California Considers Plant Warning Labels as Walmart & True Value Commit to Phasing Out Bee-Killing Pesticides

Pesticide Action Network North America  For Immediate Release May 3, 2017

Facing pressure from the pesticide lobby, California’s Pollinator Protection Act (SB 602) would create consistent and clear labels for seeds and plants pre-treated with neonicotinoid pesticides.

Sacramento, CA – As California considers legislation that would provide labels for seeds and plants that are pre-treated or pre-coated with bee-harming pesticides, two major retailers — True Value and Walmart — announced steps today to phase out the use of the products in their supply chain.  

“Despite pressure from the pesticide industry, gardeners and retailers are responding to the science. As two more major retailers commit to phasing out neonicotinoid pesticides on plants they sell, California legislators have an opportunity to create clear and consistent labels to allow consumers to purchase plants that are better for bees,” said Paul Towers, organizing director and policy advocate at PAN.  

California’s Pollinator Protection Act (Senate Bill 602, Allen-Wiener) would require mandatory labeling for any seed or plant that has been pre-coated or pre-treated with neonicotinoids, or “neonics.” But the legislation has faced significant opposition from pesticide manufacturers, and some industrial agricultural interest groups, that challenge both the science behind bee declines and the preponderance of evidence linking pollinator die-offs to pesticide exposure, among other factors.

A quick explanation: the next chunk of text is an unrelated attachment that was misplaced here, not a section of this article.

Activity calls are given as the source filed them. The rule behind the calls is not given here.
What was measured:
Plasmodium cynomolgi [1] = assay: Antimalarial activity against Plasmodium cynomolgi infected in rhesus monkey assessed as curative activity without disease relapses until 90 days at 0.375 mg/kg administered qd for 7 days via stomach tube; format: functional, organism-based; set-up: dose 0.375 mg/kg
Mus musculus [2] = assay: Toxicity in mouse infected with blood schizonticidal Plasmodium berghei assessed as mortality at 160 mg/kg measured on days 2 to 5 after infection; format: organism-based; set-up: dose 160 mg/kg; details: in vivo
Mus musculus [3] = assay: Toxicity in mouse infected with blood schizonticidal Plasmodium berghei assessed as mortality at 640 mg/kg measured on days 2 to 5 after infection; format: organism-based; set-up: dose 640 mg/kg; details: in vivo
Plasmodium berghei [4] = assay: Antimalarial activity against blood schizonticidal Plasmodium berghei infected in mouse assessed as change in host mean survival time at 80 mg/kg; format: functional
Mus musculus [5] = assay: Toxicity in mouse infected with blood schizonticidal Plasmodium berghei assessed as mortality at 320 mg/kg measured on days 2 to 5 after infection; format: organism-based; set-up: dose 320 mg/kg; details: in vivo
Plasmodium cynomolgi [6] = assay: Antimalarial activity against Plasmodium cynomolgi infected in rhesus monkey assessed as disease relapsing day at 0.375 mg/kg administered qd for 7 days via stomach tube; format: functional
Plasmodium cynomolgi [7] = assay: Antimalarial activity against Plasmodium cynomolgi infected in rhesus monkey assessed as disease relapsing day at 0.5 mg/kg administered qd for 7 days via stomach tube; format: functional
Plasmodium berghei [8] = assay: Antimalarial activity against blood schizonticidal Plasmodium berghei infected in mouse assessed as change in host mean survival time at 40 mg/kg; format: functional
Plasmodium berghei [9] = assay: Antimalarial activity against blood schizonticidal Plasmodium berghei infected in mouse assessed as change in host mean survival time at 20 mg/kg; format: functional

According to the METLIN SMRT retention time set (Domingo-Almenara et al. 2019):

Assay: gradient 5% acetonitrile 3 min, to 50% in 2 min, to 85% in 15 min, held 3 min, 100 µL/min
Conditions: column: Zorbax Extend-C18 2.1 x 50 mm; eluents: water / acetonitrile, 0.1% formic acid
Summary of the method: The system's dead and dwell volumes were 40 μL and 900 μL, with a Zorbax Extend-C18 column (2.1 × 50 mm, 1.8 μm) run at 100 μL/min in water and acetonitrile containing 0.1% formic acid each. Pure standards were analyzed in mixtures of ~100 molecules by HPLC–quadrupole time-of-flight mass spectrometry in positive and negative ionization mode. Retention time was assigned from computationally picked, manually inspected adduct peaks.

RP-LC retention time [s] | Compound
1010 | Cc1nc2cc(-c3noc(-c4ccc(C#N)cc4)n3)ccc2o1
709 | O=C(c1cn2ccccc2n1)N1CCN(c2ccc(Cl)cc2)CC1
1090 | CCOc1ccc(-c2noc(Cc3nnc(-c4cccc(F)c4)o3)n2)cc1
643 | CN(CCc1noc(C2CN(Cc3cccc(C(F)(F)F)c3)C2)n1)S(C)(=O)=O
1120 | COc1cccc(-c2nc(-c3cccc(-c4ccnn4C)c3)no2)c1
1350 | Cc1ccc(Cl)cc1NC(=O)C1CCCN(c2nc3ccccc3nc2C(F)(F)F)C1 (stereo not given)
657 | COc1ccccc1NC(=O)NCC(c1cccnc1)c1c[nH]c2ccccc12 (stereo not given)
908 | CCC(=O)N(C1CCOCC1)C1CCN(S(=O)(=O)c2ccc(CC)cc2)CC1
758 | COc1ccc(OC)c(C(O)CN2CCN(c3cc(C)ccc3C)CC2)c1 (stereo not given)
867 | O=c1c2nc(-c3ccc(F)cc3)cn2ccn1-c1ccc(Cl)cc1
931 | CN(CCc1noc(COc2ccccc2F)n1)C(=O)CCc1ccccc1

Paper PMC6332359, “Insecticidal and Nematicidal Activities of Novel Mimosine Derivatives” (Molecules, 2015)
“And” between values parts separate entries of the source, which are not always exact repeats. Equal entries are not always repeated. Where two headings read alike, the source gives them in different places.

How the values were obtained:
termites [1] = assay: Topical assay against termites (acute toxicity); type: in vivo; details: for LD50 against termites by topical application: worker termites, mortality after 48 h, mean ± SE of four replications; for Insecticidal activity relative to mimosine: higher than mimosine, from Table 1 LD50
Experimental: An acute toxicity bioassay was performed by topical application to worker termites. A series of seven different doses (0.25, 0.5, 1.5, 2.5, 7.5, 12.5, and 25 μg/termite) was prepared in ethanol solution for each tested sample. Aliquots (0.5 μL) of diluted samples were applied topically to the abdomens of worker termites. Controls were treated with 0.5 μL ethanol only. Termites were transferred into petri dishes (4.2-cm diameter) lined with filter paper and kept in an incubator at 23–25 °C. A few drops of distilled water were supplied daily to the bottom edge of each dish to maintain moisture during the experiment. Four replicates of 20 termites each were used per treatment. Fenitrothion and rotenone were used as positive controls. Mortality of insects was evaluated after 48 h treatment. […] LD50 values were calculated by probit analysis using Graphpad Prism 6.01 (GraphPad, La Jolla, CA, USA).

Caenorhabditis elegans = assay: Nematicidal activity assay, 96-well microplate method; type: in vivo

“It is great to see well-known retailers taking action to phase out products that include these harmful pesticides. I look forward to the passage of SB 602 so that California can enact a similar policy statewide,” said Senator Ben Allen (D-Santa Monica), a lead author of the bill, which is sponsored by Bee Smart California, a coalition of beekeepers, farmers, food and environmental organizations dedicated to protecting bees and other pollinators.  

Testing analyses conducted by PAN North America, Friends of the Earth, Center for Food Safety and the Pesticide Research Institute in 20132014 and 2016demonstrated the presence of bee-toxic neonics in more than half of bee-attractive flowers tested. The 2016 analysis found that 23 percent of flowers and trees tested nationally — and 15 percent tested in California — contain neonicotinoid insecticides at levels that can harm or kill bees. And all of the nursery plant samples where neonics were detected had the potential to harm or even kill bees.  

Large retailers Home Depot and Lowe's already made commitments to phase out use of these pesticides, and have also started to provide some form of labeling. Last year’s data demonstrated that these two companies are making progress toward that goal. With today’s news, True Value will phase out neonics on plants and products by 2018 and Walmart has already removed neonics from 80 percent of their flowering plants and nearly all of their products. 

“The actions taken by these national retailers show that there is broadening support for reducing and eliminating use of these awful pesticides. We need to continue to work to prevent the rapid and unprecedented collapse of bee colonies, which is threatening food security in the entire country, by enacting policies like SB 602,” said Scott Wiener (D-San Francisco), co-author of the bill.